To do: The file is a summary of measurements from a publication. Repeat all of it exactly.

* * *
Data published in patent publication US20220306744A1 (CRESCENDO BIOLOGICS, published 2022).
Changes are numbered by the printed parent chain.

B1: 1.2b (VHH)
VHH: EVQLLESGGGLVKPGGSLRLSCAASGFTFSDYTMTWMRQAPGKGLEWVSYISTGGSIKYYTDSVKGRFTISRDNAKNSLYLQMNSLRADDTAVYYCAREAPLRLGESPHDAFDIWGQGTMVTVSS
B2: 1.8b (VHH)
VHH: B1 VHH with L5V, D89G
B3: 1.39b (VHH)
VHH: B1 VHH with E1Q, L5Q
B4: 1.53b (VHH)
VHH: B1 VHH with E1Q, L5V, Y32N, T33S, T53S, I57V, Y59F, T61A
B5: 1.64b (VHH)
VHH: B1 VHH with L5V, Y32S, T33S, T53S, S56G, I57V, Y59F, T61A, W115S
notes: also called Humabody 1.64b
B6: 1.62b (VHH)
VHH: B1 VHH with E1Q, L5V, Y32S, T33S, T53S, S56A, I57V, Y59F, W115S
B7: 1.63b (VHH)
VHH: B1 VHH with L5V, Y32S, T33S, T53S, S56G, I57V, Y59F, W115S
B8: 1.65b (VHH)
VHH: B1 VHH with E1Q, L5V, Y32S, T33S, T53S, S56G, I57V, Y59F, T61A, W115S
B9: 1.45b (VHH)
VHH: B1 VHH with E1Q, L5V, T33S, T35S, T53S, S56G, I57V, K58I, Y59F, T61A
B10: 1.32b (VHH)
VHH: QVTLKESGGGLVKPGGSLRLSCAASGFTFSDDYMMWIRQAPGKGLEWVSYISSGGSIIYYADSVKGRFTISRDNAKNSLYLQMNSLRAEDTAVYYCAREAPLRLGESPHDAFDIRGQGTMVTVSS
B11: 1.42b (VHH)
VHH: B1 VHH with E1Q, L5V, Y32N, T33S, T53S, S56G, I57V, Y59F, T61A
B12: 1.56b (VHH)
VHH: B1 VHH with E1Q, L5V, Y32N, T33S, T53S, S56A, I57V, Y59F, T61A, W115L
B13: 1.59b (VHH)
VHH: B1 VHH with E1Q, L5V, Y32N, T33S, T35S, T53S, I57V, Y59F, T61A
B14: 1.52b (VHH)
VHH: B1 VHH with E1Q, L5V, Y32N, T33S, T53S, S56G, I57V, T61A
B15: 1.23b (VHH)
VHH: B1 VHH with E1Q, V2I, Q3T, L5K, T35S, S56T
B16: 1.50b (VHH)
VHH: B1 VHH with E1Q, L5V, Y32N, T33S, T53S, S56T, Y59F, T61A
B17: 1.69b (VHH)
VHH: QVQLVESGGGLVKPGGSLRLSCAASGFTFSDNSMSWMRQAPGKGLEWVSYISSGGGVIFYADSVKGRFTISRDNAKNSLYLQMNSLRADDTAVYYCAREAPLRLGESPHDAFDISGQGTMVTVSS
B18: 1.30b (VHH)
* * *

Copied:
Data published in patent publication US20220306744A1 (CRESCENDO BIOLOGICS, published 2022).
Changes are numbered by the printed parent chain.

B1: 1.2b (VHH)
VHH: EVQLLESGGGLVKPGGSLRLSCAASGFTFSDYTMTWMRQAPGKGLEWVSYISTGGSIKYYTDSVKGRFTISRDNAKNSLYLQMNSLRADDTAVYYCAREAPLRLGESPHDAFDIWGQGTMVTVSS
B2: 1.8b (VHH)
VHH: B1 VHH with L5V, D89G
B3: 1.39b (VHH)
VHH: B1 VHH with E1Q, L5Q
B4: 1.53b (VHH)
VHH: B1 VHH with E1Q, L5V, Y32N, T33S, T53S, I57V, Y59F, T61A
B5: 1.64b (VHH)
VHH: B1 VHH with L5V, Y32S, T33S, T53S, S56G, I57V, Y59F, T61A, W115S
notes: also called Humabody 1.64b
B6: 1.62b (VHH)
VHH: B1 VHH with E1Q, L5V, Y32S, T33S, T53S, S56A, I57V, Y59F, W115S
B7: 1.63b (VHH)
VHH: B1 VHH with L5V, Y32S, T33S, T53S, S56G, I57V, Y59F, W115S
B8: 1.65b (VHH)
VHH: B1 VHH with E1Q, L5V, Y32S, T33S, T53S, S56G, I57V, Y59F, T61A, W115S
B9: 1.45b (VHH)
VHH: B1 VHH with E1Q, L5V, T33S, T35S, T53S, S56G, I57V, K58I, Y59F, T61A
B10: 1.32b (VHH)
VHH: QVTLKESGGGLVKPGGSLRLSCAASGFTFSDDYMMWIRQAPGKGLEWVSYISSGGSIIYYADSVKGRFTISRDNAKNSLYLQMNSLRAEDTAVYYCAREAPLRLGESPHDAFDIRGQGTMVTVSS
B11: 1.42b (VHH)
VHH: B1 VHH with E1Q, L5V, Y32N, T33S, T53S, S56G, I57V, Y59F, T61A
B12: 1.56b (VHH)
VHH: B1 VHH with E1Q, L5V, Y32N, T33S, T53S, S56A, I57V, Y59F, T61A, W115L
B13: 1.59b (VHH)
VHH: B1 VHH with E1Q, L5V, Y32N, T33S, T35S, T53S, I57V, Y59F, T61A
B14: 1.52b (VHH)
VHH: B1 VHH with E1Q, L5V, Y32N, T33S, T53S, S56G, I57V, T61A
B15: 1.23b (VHH)
VHH: B1 VHH with E1Q, V2I, Q3T, L5K, T35S, S56T
B16: 1.50b (VHH)
VHH: B1 VHH with E1Q, L5V, Y32N, T33S, T53S, S56T, Y59F, T61A
B17: 1.69b (VHH)
VHH: QVQLVESGGGLVKPGGSLRLSCAASGFTFSDNSMSWMRQAPGKGLEWVSYISSGGGVIFYADSVKGRFTISRDNAKNSLYLQMNSLRADDTAVYYCAREAPLRLGESPHDAFDISGQGTMVTVSS
B18: 1.30b (VHH)